14 November 2008
By Julie Read
Government indecision over whether to leave Royal Mail in charge of the Post Office card account has left the fate of 3,000 post offices in the balance, senior MPs said this week.
In a report published on November 10, the Commons business, enterprise and regulatory reform select committee warned the Department for Work and Pensions that if the Post Office tender was unsuccessful, the decision 'would have grave effects on the Post Office network'.
The account, used by more than 4 million people, was designed to make the need for giros and payment books for pensioners and benefit claimants redundant, while still allowing them to use post offices to collect money.
A decision from Whitehall had been expected earlier this year, but Royal Mail now believes that the contract will be given to rival bidder Paypoint. Paypoint is the country's biggest private payment network, operating at more than 20,000 outlets including newsagents and supermarkets.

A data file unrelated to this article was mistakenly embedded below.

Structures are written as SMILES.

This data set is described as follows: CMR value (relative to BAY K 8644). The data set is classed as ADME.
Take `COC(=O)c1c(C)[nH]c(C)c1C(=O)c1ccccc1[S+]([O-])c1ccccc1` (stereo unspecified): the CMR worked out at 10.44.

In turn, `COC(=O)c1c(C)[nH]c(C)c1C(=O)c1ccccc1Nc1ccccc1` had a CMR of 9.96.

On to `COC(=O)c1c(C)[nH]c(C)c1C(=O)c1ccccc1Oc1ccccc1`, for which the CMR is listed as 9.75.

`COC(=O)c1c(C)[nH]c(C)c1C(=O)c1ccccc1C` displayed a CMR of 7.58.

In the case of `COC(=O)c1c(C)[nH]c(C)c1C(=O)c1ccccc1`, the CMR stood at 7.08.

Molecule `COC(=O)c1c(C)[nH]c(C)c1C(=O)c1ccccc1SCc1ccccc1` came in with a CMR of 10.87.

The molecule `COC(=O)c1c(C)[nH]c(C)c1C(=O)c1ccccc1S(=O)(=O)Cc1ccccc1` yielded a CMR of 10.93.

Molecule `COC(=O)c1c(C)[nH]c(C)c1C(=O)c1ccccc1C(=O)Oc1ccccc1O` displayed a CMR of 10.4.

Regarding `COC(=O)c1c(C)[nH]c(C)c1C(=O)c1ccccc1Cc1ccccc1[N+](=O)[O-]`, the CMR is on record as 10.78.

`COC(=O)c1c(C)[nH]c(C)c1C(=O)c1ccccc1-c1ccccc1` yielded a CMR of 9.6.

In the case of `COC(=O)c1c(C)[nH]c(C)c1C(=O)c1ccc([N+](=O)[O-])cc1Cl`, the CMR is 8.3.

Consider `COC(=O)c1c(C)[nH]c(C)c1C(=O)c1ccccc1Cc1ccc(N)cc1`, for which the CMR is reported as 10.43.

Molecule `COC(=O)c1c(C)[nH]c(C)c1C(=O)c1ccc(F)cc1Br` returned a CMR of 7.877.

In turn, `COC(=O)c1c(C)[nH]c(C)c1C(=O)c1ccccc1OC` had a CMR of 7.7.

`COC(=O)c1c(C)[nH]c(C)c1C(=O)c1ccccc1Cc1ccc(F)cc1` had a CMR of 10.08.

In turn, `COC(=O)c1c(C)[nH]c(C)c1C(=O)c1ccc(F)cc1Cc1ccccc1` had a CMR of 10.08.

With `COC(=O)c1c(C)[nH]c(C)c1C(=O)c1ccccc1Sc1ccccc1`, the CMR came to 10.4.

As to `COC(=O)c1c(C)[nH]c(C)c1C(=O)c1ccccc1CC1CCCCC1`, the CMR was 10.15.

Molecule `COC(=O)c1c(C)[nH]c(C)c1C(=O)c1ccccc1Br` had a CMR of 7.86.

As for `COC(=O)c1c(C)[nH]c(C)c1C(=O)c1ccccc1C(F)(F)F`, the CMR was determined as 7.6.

The current contract, under which the Post Office is paid by the DWP according to the number of people who open and use the account, expires in early 2010. In May last year the government put the new contract out to tender.
The MPs said: 'Several months on, no decision has been announced. Moreover, there is speculation that the contract could be split between the Post Office and another provider. This situation is destabilising for the Post Office network and we are disturbed the government has allowed [this to happen].'
The committee argued that 'a tender which offered far more teller outlets than the 10,000 specified but could do so only in urban or relatively densely populated areas would not, in our view, meet the needs of Poca users'.
It also warned that taxpayers could end up paying higher subsidies to maintain the network while supporting the commercial providers of the card account.